The European Union is aiming for a 25 per cent reduction in EU emissions of three greenhouse gases covered by the Kyoto protocol.
The European Union is aiming for a 25 per cent reduction in EU emissions of hydrofluorocarbons (HFCs), perfluorocarbons (PFCs), and sulphur hexafluoride (SF6), by 2010. These represent three of the six greenhouse gases covered by the Kyoto protocol.
European Parliament and EU environment ministers are currently settling final details of legislation to be enacted early in 2006.
One outstanding issue is whether Austria and Denmark can maintain current national restrictions some of which are more demanding than those in the EU draft which was approved in a second reading vote by the Parliament on October 26.
Environmental campaigners voiced dismay that MEPs rejected recommendations from the Parliament’s environment committee for outright prohibition by 2010 on use of fluorinated gases in production of foams and on HFCs in domestic and commercial refrigerators and static air-conditioning systems.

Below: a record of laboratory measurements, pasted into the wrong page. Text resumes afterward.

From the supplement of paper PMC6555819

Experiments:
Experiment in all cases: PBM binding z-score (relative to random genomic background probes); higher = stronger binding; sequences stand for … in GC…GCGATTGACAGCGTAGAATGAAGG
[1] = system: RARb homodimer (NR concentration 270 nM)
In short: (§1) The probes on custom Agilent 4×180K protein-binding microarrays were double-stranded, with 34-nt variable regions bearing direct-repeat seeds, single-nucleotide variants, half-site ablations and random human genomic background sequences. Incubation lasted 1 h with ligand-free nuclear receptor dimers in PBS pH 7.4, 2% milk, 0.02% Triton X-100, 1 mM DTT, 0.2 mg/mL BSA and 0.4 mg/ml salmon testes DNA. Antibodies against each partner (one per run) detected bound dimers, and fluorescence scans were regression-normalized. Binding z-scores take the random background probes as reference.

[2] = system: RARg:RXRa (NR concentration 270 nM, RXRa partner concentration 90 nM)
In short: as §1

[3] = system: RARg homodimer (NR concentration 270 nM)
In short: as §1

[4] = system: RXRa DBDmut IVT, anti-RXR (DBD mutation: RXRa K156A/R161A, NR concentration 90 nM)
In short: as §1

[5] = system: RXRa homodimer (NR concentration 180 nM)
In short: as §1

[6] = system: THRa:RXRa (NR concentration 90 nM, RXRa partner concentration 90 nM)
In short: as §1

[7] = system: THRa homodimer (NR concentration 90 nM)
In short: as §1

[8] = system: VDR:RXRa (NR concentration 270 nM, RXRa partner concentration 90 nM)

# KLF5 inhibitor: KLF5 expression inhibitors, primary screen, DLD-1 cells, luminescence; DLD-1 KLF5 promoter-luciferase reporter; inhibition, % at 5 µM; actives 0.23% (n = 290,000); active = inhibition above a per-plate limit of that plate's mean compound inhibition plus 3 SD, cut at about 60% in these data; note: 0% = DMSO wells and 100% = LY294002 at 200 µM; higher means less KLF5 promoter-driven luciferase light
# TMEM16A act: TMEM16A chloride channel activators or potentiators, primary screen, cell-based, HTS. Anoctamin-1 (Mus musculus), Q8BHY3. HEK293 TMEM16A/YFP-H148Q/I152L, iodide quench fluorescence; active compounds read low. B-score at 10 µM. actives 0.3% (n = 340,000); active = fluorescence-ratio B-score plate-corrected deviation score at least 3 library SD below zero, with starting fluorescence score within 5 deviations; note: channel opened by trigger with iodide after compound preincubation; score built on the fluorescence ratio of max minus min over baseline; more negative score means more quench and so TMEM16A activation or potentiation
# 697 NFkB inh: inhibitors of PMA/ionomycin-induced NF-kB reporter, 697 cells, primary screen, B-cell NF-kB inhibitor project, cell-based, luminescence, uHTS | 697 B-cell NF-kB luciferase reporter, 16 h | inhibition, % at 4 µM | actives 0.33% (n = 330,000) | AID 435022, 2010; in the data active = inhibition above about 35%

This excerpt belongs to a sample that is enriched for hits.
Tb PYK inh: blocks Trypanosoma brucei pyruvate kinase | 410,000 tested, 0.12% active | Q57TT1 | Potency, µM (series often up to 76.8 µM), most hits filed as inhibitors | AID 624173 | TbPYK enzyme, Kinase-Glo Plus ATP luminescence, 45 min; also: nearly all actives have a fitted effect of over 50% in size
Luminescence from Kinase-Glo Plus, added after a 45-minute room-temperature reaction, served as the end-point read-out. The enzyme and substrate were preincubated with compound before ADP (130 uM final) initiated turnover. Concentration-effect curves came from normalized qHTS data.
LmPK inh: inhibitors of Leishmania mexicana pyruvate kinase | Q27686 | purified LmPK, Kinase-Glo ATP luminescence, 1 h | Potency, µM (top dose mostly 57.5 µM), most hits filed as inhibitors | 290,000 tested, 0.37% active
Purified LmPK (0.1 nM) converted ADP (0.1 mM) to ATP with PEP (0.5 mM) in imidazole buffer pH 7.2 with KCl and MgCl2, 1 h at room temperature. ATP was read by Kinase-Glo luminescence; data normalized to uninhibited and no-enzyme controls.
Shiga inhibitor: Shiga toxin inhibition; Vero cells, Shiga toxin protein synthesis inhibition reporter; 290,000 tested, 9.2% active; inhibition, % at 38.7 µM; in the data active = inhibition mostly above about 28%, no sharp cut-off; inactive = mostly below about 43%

Greenpeace blamed ’relentless’ lobbying by the chemical companies. Industry group the European Fluorocarbons Technical Committee said the vote was ’good news’ indicating that ’the global benefits of HFCs, including their positive impact on the environment, have been taken into account’, according to EFTC chairman Nick Campbell.
Some substances covered by the legislation have been adopted by industry since the 1990s as substitutes for ozone-depleting chlorofluorocarbons (CFCs) and hydrochlorofluorocarbons (HCFCs) banned under the Montreal Protocol.
While accounting for only two per cent of EU greenhouse gas emissions, fluorinated gases have a substantial global warming potential (GWP). The GWP of SF6 is 23 900 times that of CO2.
The new rules will focus on containment rather than prohibition, seeking to prevent emissions due to leakages from large `static installations’ containing more than 300kg of regulated gases - such as fire suppression systems in buildings, or industrial-scale refrigerators - and introducing mandatory registration of such installations, mandatory fitting of leakage detection equipment, and regular monitoring by qualified personnel.
Environment commissioner Stavros Dimas told MEPs that the legislation represented ’an important part of the EU strategy on climate change’ and would help the EU meet Kyoto obligations to reduce European greenhouse emissions by eight per cent from 1990 levels by the period 2008-2012.
Dimas estimates that the legislation could reduce annual emissions of fluorinated gases by the equivalent of 23 million tonnes of CO2 by 2010, rising to 40 million tonnes a year by 2020. Arthur Rogers